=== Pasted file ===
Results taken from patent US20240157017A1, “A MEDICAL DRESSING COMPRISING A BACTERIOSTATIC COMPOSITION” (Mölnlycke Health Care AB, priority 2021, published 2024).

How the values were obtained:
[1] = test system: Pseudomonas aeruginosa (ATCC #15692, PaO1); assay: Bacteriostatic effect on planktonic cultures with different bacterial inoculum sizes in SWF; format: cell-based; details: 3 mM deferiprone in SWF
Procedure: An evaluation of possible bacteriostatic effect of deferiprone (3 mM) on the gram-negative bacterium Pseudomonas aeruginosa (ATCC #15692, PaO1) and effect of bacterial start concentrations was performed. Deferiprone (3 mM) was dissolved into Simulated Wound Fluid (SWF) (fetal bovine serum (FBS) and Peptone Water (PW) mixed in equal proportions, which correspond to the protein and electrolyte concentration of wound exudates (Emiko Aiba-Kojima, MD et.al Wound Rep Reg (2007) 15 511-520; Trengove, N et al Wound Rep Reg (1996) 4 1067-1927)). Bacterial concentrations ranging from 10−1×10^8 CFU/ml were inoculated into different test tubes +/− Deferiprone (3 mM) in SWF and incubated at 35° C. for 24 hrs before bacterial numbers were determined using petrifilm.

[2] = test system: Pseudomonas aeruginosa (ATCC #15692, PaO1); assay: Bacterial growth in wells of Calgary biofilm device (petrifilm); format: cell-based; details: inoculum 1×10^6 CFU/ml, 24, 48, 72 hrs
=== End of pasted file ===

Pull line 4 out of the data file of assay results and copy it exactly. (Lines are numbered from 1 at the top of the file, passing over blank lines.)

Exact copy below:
Procedure: An evaluation of possible bacteriostatic effect of deferiprone (3 mM) on the gram-negative bacterium Pseudomonas aeruginosa (ATCC #15692, PaO1) and effect of bacterial start concentrations was performed. Deferiprone (3 mM) was dissolved into Simulated Wound Fluid (SWF) (fetal bovine serum (FBS) and Peptone Water (PW) mixed in equal proportions, which correspond to the protein and electrolyte concentration of wound exudates (Emiko Aiba-Kojima, MD et.al Wound Rep Reg (2007) 15 511-520; Trengove, N et al Wound Rep Reg (1996) 4 1067-1927)). Bacterial concentrations ranging from 10−1×10^8 CFU/ml were inoculated into different test tubes +/− Deferiprone (3 mM) in SWF and incubated at 35° C. for 24 hrs before bacterial numbers were determined using petrifilm.